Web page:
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John Steinbeck, a fellow chowhound?


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John Steinbeck, a fellow chowhound?

Gabriel Solis | Aug 6, 2001 10:17 PM

Thought some of you might get a kick from this. From _Travels With Charley_ (New York: Viking Press, 1961). Lamenting the uniform and uniformly bad character of the roadside eats in America (aside from breakfasts, which he apparently found just the opposite--still my experience of road-tripping for the most part), Steinbeck says:

"Can I say that the America I saw has put cleanliness first, at the expense of taste? And--since all our perceptive nerve trunks including that of taste are not only perfectible, but also capable of trauma--that the sense of taste tends to disappear and that strong, pungent, or exotic flavors arouse suspicion and dislike and so are eliminated?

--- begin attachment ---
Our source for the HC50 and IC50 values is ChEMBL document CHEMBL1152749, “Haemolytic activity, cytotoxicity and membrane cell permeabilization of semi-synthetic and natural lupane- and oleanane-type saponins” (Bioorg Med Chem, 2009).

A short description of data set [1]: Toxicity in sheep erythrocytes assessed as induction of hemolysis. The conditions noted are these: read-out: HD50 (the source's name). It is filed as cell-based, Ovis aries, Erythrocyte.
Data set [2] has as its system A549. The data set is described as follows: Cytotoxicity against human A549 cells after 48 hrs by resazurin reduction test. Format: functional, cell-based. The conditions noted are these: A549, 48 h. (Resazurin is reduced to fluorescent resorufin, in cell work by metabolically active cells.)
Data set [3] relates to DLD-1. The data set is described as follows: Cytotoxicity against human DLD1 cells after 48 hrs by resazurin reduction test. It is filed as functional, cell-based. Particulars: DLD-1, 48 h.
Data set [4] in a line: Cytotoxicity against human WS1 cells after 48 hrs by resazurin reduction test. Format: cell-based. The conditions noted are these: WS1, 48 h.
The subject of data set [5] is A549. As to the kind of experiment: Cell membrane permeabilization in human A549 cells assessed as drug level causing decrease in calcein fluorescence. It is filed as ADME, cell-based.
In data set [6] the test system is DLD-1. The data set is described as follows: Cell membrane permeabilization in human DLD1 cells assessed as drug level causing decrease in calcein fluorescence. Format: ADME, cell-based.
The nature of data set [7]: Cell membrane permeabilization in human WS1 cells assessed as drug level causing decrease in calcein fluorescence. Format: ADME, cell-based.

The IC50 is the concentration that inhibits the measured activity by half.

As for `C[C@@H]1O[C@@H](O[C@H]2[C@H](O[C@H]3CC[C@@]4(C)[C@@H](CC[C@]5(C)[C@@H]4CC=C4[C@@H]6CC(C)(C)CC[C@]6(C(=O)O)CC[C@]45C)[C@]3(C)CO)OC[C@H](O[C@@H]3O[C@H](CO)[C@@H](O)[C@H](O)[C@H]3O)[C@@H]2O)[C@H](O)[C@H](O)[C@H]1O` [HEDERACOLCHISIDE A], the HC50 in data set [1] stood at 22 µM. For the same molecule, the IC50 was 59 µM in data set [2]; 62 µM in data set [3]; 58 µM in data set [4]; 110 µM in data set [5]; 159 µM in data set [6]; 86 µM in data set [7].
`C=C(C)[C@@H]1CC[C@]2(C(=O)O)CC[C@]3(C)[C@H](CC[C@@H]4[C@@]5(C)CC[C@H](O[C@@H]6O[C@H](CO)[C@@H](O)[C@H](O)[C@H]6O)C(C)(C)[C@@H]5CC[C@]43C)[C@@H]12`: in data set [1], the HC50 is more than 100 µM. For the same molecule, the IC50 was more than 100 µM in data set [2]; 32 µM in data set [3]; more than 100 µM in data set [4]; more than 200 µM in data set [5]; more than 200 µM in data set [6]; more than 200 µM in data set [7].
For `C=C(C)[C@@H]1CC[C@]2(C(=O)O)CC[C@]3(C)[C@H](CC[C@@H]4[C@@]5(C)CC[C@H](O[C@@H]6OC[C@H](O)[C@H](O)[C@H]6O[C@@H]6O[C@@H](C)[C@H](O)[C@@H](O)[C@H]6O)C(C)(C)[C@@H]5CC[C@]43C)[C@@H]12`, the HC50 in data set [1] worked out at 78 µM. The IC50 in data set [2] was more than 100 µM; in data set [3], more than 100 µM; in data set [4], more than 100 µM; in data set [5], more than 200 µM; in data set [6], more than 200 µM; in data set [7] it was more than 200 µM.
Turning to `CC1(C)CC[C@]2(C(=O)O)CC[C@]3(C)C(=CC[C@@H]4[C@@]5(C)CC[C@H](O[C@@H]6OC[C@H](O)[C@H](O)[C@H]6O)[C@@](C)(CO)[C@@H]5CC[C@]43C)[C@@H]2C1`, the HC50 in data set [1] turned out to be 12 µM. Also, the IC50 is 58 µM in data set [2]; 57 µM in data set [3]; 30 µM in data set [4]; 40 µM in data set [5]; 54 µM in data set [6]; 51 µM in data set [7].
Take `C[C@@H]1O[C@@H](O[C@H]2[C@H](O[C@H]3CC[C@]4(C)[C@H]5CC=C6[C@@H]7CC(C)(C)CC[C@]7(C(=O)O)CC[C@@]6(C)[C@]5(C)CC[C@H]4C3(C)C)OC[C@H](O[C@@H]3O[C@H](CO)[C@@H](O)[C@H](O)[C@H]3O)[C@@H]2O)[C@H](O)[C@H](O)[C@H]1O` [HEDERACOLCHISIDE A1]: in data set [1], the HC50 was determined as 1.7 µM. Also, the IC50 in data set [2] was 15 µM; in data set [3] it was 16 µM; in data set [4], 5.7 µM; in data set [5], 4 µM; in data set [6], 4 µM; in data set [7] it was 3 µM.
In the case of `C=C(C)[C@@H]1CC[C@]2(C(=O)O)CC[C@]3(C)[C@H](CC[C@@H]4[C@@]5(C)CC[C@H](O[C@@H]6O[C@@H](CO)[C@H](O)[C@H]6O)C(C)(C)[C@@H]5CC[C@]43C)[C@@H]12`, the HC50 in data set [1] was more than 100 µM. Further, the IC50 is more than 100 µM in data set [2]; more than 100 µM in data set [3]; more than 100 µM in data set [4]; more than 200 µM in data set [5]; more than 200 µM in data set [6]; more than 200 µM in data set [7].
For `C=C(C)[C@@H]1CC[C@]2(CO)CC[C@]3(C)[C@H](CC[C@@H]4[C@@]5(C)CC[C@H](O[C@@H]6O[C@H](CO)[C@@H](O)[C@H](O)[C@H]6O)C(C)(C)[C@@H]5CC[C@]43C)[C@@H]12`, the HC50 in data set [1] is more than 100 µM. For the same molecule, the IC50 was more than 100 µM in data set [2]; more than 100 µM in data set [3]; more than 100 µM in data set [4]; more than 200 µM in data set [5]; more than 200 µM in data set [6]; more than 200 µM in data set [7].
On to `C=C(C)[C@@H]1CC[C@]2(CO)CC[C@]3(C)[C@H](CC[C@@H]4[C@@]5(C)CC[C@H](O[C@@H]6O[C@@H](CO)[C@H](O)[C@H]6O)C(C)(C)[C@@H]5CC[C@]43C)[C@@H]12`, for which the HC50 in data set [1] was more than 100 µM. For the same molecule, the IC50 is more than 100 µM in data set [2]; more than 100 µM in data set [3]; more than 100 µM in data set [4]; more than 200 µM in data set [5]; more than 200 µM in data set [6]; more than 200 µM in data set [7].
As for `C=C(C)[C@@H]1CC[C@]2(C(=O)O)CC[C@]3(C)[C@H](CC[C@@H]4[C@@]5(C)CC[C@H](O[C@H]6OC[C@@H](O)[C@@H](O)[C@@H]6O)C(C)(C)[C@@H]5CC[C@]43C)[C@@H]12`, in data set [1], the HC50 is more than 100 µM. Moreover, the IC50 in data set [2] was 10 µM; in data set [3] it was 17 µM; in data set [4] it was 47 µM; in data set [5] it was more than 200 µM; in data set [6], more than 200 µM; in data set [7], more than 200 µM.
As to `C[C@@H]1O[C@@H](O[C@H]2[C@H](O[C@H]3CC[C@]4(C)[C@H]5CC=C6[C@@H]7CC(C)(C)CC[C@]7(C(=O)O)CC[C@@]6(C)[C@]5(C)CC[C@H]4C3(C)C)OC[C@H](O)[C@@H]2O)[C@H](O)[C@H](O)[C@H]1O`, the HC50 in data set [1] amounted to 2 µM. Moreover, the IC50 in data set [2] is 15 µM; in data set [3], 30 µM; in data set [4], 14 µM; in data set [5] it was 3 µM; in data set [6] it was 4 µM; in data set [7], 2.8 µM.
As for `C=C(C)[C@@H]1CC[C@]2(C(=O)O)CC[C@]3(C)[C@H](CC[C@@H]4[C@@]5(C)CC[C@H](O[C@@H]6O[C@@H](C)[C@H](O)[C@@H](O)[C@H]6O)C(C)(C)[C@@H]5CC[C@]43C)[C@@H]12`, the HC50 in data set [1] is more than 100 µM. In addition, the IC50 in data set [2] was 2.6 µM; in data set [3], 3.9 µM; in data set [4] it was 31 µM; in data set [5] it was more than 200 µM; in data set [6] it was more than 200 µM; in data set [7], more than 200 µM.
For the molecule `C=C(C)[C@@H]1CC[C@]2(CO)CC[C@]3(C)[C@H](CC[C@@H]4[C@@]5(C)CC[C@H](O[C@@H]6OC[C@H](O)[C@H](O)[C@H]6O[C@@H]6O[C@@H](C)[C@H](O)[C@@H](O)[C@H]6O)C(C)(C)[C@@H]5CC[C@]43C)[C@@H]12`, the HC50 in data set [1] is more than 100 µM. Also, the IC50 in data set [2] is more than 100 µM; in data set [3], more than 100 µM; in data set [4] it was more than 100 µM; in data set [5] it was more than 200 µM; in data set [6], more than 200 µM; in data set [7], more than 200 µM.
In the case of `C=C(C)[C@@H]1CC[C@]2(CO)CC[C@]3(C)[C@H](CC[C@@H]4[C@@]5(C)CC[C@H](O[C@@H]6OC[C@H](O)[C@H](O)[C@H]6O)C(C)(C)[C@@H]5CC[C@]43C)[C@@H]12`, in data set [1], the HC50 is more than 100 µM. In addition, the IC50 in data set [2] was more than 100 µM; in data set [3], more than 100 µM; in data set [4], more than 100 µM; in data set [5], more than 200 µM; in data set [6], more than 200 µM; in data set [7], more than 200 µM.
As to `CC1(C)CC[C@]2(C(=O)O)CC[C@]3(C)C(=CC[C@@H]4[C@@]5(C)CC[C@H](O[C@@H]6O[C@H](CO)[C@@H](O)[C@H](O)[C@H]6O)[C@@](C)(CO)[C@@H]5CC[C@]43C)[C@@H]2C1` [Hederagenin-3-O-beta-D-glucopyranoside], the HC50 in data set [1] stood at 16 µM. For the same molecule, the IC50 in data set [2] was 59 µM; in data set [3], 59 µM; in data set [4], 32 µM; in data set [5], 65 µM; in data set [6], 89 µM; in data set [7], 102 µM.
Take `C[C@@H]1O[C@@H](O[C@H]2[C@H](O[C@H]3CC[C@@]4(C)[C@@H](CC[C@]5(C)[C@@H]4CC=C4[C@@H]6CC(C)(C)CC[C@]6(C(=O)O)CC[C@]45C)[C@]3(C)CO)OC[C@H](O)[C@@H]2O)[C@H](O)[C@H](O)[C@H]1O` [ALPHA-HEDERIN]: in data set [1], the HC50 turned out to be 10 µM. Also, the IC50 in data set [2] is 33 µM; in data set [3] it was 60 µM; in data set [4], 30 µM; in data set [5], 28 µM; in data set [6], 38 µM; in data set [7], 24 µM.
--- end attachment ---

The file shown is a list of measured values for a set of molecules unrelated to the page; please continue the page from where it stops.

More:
If this people has so atrophied its taste buds as to find tasteless food not only acceptable but desirable, what of the emotional life of the nation? Do they find their emotional fare so bland that it must be spiced with sex and sadism through the medium of the paperback [now he would probably say cable TV]? And if this is so, why are there no condiments save ketchup and mustard to enhance their foods?" (127-8)

As any good hound, Steinbeck apparently spent a good deal of time going out of his way to find farm-fresh eggs, sausage, and produce.


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